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New law targets securities fraud
Shane Hansen, a partner at Warner Norcross & Judd LLP, said there are three major changes resulting from the new law that will impact local business and the investment community. Hansen practices in the area of financial services regulation of banks, broker-dealers, investment advisers, financial planners and money managers.
Michigan is the 15th state to adopt the model Uniform Securities Act (2002). The law that’s being replaced was enacted in 1965 and was based on a model act drafted in 1956, so it needed updating, Hansen said.
“There had been amendments to the law that tweaked different things, but over so many years, there have been lots of changes in federal securities law, technologies and interstate activity.
“The Internet has dramatically increased interstate activities that involve securities, and Michigan’s law had just not kept up with that.”
What’s different about the Michigan law, Hansen noted, are its provisions regarding intermediaries, or “finders.” A finder is a person who gets compensated for finding, introducing or referring potential purchases and sellers of any kinds of assets or securities. A finder serves strictly as an intermediary for the purpose of introducing the parties and can’t get involved in planning, evaluating or negotiating a transaction, Hansen observed.
The new law, which goes into effect Oct. 1, does not significantly change how a finder is regulated in Michigan but does change the way in which a finder is registered, he said.
Raising capital is an important activity that’s regulated by securities laws in the new statute because a business seeking investors is making a securities offering. Under current Michigan law, a finder must register with the state’s Office of Financial and Insurance Regulation and is regulated as a limited classification of “investment adviser.”
Under the new law, finders must register with the OFIR as a “broker-dealer” under both state and federal securities laws and must be a member of the Financial Industry Regulatory Authority in order to help businesses raise capital. FINRA is the largest independent regulator for securities firms doing business in the United States: It oversees nearly 5,000 brokerage firms and more than 660,000 registered securities representatives.
“It does make them more accountable because it puts them on the state’s radar screen, so if somebody calls to complain, the state knows who to contact,” Hansen said. “Hopefully, it promotes compliance and gives a little more assurance to businesses seeking to raise capital that the intermediary they’re dealing with is legitimate.”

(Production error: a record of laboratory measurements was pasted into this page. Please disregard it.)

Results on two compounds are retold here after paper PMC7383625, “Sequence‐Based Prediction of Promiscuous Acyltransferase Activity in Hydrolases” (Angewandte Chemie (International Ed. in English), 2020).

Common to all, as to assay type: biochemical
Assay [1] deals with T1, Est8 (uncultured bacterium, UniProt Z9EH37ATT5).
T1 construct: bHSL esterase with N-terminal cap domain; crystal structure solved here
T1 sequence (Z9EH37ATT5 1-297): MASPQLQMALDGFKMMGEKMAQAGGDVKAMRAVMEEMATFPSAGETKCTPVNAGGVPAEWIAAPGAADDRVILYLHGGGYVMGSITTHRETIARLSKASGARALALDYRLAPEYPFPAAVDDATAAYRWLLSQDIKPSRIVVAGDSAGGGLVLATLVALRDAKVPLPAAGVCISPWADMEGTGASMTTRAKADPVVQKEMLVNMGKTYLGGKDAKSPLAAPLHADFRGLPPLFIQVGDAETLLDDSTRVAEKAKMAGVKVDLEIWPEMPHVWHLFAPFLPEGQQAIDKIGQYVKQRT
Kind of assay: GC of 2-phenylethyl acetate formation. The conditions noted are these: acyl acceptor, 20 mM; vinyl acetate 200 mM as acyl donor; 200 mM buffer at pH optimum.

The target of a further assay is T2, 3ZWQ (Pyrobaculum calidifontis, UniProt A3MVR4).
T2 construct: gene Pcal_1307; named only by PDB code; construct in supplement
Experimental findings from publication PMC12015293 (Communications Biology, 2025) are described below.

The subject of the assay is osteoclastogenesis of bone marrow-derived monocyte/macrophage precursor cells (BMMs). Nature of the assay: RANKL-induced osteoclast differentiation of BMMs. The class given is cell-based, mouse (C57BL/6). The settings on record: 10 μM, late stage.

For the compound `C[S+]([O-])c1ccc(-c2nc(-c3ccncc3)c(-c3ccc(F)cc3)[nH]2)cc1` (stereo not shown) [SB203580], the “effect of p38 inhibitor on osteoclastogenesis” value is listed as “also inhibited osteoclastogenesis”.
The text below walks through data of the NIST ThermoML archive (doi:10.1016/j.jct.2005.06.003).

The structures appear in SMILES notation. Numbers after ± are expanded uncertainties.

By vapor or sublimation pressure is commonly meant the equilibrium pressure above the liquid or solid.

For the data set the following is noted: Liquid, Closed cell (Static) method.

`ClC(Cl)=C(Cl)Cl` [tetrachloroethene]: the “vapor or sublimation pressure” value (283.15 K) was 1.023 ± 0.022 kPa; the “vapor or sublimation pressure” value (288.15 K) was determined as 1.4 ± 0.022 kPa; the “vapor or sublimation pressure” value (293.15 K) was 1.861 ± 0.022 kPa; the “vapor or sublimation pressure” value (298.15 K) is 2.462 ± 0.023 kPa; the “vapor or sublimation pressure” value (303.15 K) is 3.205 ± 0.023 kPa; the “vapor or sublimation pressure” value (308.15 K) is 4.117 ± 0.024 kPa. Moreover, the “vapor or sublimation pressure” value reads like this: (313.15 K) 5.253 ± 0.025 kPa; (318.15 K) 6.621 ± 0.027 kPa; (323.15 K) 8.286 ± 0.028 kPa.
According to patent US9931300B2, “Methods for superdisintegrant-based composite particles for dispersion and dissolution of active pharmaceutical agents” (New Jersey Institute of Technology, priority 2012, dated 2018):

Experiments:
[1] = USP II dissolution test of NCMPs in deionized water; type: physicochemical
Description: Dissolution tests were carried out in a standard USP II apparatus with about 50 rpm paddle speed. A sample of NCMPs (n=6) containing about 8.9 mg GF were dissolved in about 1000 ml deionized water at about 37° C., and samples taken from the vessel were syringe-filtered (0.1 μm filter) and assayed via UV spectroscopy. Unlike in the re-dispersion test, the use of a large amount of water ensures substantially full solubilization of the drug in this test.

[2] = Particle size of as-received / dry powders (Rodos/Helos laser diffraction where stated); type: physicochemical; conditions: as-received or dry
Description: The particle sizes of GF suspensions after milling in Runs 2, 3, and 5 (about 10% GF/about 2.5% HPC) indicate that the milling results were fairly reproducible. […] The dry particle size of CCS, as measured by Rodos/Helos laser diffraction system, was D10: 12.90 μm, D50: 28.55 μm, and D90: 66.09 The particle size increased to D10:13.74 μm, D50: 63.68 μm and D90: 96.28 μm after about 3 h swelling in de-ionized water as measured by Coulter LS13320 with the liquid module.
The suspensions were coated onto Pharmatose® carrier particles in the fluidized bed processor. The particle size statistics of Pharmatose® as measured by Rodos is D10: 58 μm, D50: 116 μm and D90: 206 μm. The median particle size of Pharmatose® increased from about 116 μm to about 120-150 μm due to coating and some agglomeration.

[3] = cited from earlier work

Under the new statute, individual investment advisers also have to register with the OFIR. Previously, just the investment firms they worked for had to be registered with OFIR. That provision brings Michigan into uniformity with other states, Hansen noted.
“That, too, allows the state to track who’s involved in those activities and where they work in case an investor registers a complaint about an investment adviser. It also helps to drive home investment advisers’ understanding of their obligations under securities laws,” Hansen explained.
He advises businesses that want to raise capital to do some due diligence on the intermediary with whom they plan to work and encourages investors to look carefully at the business investment to evaluate whether they can bear the risk.
The new act is based on a model uniform act developed in 2002 by the National Conference of Commissioners on Uniform State Laws to harmonize federal and state securities legislation. The regulation is intended to prevent fraudulent sales of securities to investors, whether it be notes, stocks, security futures, bonds, debentures, certificates of interest in profit-sharing agreements, or interests in oil, gas, or mineral rights, and similar instruments.
The legislation expands the enforcement power of Michigan’s Office of Financial and Insurance Regulation and increases the maximum fine for violations from $10,000 to $500,000 per violation for people who prey on seniors and others who aren’t able to protect their own interests.
“The greater sanctions are intended to help the state particularly respond more effectively to securities fraud that affects seniors,” Hansen said. “It’s a growing problem nationally, as well as in Michigan.”
OFIR is now drafting the rules that will implement a number of the statutory provisions of the act — basically the “how-to” aspects of what the statute requires. OFIR Public Information Officer Jason Moon said the agency hopes to have the rules published for public comment this summer.
Hansen said the rules probably won’t be very controversial, but since they are as yet unwritten, there are some regulatory questions that are up in the air at this point, such as the timetable and process for investment advisers to register.
“The general law would require them to take an examination on their knowledge of state securities law, but the rules might allow for some grandfathering for someone who has been in the business for a number of years and has professional credentials that provide some assurance that they are competent at what they do,” Hansen said.
Additionally, the new legislation creates the Michigan Investor Education Fund, which will be funded entirely by securities fines. Moon said 100 percent of the fines collected will go into the fund. Some of the money from fines will also be used to educate Michigan residents on how to avoid financial scams, including the agency’s expansion of its “Investor Education in Your Community” and expansion of its investment scams training for law enforcement workers. Moon said the Investor Education program has been in existence since April 2007 and that OFIR has reached nearly 2,000 people through the program.